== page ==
South America has been a special part of my life for four decades. I have lived many years in Brasil and Peru. I am married to an incredible lady from Argentina. I want to share South America with you.
Brazilians must either be wondering if there is no such thing as a clean politician in their country, or if no one is sacred.
The latest big cheeses to fall prey to Brazil’s giant graft probe were Guido Mantega, former finance minister, was briefly arrested this week, and former president Luiz Inácio Lula da Silva, who now faces a trial on charges – which he denies - that he received over $1m as the alleged mastermind of the web of bribery and kickbacks.
Mr Mantega was not available for comment on whether he solicited handouts from Brazil’s then richest man to be paid to the then ruling party. He was released after being briefly detained while waiting for his wife to have surgery at a hospital.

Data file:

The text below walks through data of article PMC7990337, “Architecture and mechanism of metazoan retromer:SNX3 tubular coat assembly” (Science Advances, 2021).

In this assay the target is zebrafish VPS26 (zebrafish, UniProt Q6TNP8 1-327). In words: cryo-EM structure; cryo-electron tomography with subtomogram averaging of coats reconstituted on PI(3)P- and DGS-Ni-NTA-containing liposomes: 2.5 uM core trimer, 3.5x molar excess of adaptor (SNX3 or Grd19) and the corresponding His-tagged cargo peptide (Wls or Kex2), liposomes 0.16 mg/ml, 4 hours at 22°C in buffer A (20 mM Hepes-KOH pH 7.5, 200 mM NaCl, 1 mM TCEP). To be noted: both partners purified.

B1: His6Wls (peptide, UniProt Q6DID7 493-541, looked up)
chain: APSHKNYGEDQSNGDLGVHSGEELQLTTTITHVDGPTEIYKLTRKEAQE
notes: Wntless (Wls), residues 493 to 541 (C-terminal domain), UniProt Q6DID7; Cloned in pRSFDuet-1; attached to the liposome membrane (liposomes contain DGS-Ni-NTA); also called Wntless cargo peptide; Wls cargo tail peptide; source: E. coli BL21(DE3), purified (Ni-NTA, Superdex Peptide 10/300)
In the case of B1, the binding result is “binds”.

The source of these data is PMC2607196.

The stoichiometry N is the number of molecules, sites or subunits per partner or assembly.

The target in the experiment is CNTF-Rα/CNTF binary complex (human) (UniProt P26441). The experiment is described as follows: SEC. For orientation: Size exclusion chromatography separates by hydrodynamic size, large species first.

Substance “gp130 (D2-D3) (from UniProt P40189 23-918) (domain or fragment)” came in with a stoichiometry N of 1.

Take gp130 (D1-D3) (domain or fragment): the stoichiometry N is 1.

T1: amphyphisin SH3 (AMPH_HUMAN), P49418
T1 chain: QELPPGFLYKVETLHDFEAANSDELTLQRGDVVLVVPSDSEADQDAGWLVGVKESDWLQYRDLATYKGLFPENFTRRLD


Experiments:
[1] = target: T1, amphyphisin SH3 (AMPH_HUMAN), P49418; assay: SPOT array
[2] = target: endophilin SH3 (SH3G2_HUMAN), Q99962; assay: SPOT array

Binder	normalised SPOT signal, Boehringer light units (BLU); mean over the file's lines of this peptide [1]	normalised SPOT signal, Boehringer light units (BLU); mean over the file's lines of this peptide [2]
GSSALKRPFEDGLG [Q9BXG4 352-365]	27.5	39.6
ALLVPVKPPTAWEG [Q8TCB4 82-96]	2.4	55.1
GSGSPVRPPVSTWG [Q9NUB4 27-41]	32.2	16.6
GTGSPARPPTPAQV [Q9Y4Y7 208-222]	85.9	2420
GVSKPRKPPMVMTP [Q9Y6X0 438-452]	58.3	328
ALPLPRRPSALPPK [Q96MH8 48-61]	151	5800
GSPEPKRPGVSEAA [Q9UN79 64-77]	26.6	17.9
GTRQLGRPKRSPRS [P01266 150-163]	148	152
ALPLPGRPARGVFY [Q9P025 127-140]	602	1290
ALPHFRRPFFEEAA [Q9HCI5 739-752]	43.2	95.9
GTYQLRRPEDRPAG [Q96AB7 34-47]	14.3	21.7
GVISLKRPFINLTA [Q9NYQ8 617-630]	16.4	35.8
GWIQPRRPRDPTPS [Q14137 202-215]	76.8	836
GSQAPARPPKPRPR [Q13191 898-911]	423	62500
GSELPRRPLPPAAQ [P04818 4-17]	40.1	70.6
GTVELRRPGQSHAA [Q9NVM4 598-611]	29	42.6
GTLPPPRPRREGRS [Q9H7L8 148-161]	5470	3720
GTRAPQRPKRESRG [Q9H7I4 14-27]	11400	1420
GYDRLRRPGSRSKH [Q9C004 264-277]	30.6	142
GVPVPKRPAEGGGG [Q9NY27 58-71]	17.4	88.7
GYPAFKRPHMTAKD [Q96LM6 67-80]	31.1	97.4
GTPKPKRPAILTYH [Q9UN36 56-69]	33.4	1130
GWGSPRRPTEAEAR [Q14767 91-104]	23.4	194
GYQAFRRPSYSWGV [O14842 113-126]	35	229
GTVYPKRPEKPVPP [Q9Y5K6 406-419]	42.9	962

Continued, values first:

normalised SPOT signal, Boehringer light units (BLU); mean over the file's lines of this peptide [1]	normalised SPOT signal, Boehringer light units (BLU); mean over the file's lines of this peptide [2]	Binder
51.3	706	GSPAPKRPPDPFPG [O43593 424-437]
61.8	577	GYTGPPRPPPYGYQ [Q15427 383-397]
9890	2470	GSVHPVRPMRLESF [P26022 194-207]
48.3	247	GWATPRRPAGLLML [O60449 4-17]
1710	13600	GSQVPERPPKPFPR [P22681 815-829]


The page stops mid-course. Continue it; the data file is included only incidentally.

The double whammy of having both Lula and Mantega in the spotlight takes the spiralling probe to the heart of the country’s former power base under the presidencies of both Lula and his impeached successor, Dilma Rousseff. All that just as Lula was shaping up to be one of the most popular candidates for the next presidential elections in 2018.
Go big or go home? Buenos Aires is wooing international investors next week as it seeks to sell its first euro-denominated bond in over a decade. That comes just six months after it ended a 15 year market exile by selling a $16.5bn bond, the largest ever from a developing country.
Hear how the Freddy Mercury and Nelson Mandela fan reforming the country is tackling an energy crisis (turning down the heating and putting on a jumper) in Benedict Mander’s fascinating interview.
For a panoramic view of the new Argentina – home to unicorns and fine wines, with untapped energy and farming potential – read the FT’s special report here. But beware – Argentina’s opportunity is also its greatest risk.
Meanwhile, Mexico’s peso took a belting to historic lows this week as the Trump trade kicked in – the fear that the Republican candidate may win the White House and enact policies disastrous to its southern neighbour. But even as the candidate rails against illegal immigration from Mexico, a new report finds it is the number of unlawful arrivals from other countries that is growing.